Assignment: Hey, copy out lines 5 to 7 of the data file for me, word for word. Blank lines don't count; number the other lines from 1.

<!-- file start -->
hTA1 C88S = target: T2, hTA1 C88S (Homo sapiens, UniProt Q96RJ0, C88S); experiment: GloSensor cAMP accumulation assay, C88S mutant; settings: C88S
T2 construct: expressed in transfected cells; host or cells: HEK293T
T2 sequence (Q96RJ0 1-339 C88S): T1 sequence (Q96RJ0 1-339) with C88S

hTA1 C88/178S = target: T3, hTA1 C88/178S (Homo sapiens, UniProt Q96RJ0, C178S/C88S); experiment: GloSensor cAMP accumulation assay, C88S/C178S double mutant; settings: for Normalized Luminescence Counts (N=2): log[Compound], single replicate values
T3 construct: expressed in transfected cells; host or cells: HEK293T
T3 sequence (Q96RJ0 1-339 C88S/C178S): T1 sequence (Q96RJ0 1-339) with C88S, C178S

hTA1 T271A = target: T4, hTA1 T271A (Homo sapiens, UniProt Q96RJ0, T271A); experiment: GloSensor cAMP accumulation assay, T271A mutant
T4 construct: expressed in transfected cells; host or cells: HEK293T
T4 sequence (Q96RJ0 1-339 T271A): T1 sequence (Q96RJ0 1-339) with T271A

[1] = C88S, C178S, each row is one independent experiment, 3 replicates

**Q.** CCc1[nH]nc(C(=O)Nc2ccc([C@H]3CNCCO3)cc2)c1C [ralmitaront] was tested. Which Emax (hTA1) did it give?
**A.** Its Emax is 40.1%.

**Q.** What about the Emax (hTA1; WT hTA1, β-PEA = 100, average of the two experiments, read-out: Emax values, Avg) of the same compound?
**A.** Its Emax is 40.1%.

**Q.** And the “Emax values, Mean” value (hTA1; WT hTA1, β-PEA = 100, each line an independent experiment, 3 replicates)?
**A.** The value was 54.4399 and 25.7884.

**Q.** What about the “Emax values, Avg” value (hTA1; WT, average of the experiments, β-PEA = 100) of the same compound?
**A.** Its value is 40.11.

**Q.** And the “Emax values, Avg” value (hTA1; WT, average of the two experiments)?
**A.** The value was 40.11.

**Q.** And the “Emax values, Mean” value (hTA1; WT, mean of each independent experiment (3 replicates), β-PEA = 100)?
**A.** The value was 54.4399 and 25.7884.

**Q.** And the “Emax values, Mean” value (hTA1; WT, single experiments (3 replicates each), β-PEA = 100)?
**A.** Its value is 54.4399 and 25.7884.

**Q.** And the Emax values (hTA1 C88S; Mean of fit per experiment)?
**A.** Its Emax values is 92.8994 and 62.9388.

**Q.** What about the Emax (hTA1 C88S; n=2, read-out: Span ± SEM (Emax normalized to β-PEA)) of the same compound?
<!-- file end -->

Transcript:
T3 construct: expressed in transfected cells; host or cells: HEK293T
T3 sequence (Q96RJ0 1-339 C88S/C178S): T1 sequence (Q96RJ0 1-339) with C88S, C178S

hTA1 T271A = target: T4, hTA1 T271A (Homo sapiens, UniProt Q96RJ0, T271A); experiment: GloSensor cAMP accumulation assay, T271A mutant